Hip Quadrant Test
The Hip quadrant test (or as it called scour test) is a dynamic test of the inner and outer quadrants of the hip joint surface.
See Also: Pelvic Anatomy
How do you do Hip Quadrant test?
The patient is positioned in supine, close to the edge of the bed, with their hip flexed and foot resting on the bed. The clinician places one hand over the top of the patient’s knee.
- The patient’s hip is placed in 90 degrees of flexion, with the knee being allowed to flex comfortably. From this point, the clinician adducts the hip to the point at which the patient’s pelvis begins to lift off the bed, to assess the inner quadrant.
- At the end range of flexion and adduction, a compression force is applied through the knee along the longitudinal axis of the femur. From this point, the clinician moves the hip into a position of flexion and abduction to examine the outer quadrant.
Throughout the entire movement, the femur is held midway between internal and external rotation, and the movement at the hip joint should follow the smooth arc of a circle.
What does a positive Scour test mean?
An abnormal finding is resistance, apprehension, or pain felt anywhere during the arc (positive scour test).
The pain can result from compression of, or stress to, a number of structures by the femur through the various ranges, the structures are:
- the articular surfaces of the hip joint;
- the labrum;
- the hip joint capsule;
- the insertion of the Tensor fasciae latae and the sartorius muscles;
- the iliopsoas muscle;
- the Iliopsoas Bursa and neurovascular bundle;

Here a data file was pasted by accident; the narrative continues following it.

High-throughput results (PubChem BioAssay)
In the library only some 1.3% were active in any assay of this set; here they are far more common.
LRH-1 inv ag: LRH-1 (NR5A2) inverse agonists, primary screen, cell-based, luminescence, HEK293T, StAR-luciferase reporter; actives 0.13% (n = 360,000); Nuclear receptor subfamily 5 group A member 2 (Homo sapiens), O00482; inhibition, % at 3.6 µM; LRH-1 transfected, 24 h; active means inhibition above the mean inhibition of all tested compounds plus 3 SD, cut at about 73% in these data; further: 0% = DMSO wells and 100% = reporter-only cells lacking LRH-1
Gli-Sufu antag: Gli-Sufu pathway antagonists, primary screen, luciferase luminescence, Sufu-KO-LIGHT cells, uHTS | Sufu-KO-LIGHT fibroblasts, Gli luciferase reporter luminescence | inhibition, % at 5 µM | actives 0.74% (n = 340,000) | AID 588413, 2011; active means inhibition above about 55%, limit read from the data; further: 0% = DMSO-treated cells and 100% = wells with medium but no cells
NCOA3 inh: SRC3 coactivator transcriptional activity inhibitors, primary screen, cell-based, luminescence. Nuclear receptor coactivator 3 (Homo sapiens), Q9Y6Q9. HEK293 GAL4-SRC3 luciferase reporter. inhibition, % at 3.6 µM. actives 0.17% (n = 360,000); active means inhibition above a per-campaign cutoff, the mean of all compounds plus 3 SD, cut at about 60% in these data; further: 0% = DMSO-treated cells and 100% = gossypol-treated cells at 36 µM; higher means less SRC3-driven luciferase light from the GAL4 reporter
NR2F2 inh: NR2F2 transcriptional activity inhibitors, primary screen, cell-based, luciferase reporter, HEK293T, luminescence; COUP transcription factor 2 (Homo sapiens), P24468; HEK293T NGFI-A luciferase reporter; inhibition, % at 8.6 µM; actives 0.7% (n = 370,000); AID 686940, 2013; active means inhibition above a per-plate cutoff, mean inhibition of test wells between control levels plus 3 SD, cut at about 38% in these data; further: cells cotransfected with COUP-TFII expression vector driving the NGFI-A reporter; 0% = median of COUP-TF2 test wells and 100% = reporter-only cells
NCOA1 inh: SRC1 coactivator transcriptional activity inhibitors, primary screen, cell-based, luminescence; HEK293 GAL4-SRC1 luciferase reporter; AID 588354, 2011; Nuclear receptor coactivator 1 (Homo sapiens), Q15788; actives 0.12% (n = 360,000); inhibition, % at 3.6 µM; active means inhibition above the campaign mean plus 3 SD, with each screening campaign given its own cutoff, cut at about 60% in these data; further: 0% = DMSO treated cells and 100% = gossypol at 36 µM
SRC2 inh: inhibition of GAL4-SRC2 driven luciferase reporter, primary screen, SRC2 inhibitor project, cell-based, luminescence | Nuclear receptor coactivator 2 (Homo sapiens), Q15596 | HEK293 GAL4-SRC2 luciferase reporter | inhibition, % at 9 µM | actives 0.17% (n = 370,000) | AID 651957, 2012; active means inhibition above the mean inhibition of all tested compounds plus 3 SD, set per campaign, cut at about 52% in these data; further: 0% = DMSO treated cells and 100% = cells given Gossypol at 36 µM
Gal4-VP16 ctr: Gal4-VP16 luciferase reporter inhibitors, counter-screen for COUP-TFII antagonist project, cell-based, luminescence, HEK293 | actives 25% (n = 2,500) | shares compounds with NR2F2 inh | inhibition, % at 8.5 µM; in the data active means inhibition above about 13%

- the insertion of the pectineus muscle;
- the insertion of the adductor longus muscle;
- the femoral neck.
The resistance may be caused by:
- capsular tightness,
- an adhesion,
- a myofascial restriction,
- a loss of joint congruity.
Sensitivity & Specificity
A study to investigate the prevalence of acetabular labrum tears in athletes presenting with groin pain found that the The hip internal rotation flexion axial compression maneuver (Hip Quadrant Test) has the following values:
- Sensitivity: 75 %
- Specificity: 43 %
Another study on 78 patients with unilateral pain in the buttock, groin, or anterior thigh, found the sensitivity was 62% while the specificity was 75%.
Given all of the possible diagnoses, extreme care must be taken when interpreting the results from the Scour test. Of the various studies that have looked at the Scour test, most have had poor study designs. Given the wide range of possible diagnoses with a positive finding, and the variety of patients this test is used with, bias is likely to result.
- Narvani AA, Tsiridis E, Kendall S, Chaudhuri R, Thomas P. A preliminary report on prevalence of acetabular labrum tears in sports patients with groin pain. Knee Surg Sports Traumatol Arthrosc. 2003 Nov;11(6):403-8. doi: 10.1007/s00167-003-0390-7. Epub 2003 Jul 26. PMID: 12897984.
- Sutlive TG, Lopez HP, Schnitker DE, et al. Development of a clinical prediction rule for diagnosing hip osteoarthritis in individuals with unilateral hip pain. J Orthop Sports Phys Ther. 2008;38:542-550.
- Maitland GD: The Peripheral Joints: Examination and Recording Guide. Adelaide: Virgo Press, 1973.
- Dutton’s Orthopaedic Examination, Evaluation, And Intervention 3rd Edition.